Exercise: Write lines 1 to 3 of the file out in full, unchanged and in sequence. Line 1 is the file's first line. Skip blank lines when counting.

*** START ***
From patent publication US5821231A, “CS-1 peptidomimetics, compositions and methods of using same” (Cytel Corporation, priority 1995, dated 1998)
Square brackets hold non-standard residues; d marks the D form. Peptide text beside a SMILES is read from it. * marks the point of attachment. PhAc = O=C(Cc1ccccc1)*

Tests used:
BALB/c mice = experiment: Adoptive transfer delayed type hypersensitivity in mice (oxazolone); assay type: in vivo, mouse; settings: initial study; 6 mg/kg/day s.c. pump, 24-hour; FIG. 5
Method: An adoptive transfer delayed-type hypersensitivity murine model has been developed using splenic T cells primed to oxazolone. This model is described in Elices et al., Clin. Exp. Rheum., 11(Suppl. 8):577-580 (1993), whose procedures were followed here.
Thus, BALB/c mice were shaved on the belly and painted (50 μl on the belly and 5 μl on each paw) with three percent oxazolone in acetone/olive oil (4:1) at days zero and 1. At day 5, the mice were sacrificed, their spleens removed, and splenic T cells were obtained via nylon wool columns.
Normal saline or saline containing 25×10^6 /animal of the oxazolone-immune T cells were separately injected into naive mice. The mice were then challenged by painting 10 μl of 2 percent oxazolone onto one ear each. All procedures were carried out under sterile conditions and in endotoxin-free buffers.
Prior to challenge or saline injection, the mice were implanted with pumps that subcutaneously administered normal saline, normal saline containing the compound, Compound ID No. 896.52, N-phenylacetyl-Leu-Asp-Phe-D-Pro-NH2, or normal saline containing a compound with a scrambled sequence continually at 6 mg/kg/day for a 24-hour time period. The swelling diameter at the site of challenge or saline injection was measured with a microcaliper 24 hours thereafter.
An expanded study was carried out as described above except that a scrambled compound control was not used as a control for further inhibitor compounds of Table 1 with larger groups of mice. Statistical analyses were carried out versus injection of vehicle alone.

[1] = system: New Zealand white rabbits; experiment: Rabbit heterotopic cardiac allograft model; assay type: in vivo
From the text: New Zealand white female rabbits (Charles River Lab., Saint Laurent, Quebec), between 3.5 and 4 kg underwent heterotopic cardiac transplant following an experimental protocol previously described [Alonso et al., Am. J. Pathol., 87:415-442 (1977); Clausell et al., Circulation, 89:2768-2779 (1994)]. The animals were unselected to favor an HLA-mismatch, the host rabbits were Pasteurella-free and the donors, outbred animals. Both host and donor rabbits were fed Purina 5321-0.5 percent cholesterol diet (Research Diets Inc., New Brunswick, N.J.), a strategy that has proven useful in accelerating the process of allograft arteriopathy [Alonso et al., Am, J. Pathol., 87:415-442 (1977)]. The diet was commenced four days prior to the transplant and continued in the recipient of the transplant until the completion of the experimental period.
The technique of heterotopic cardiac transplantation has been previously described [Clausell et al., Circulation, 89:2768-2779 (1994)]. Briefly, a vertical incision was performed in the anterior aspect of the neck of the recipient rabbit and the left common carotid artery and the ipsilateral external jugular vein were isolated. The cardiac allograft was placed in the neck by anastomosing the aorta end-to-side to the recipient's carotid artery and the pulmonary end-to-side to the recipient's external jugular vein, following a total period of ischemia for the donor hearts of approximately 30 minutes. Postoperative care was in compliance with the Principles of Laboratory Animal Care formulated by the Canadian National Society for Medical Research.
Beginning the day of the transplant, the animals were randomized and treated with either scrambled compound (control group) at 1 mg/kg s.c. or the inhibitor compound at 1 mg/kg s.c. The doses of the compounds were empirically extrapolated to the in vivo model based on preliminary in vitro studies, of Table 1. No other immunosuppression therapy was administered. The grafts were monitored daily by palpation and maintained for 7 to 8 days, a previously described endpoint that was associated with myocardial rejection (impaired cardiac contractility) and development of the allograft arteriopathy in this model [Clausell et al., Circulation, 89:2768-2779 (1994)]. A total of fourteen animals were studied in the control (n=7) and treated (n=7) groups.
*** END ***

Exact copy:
From patent publication US5821231A, “CS-1 peptidomimetics, compositions and methods of using same” (Cytel Corporation, priority 1995, dated 1998)
Square brackets hold non-standard residues; d marks the D form. Peptide text beside a SMILES is read from it. * marks the point of attachment. PhAc = O=C(Cc1ccccc1)*

Tests used: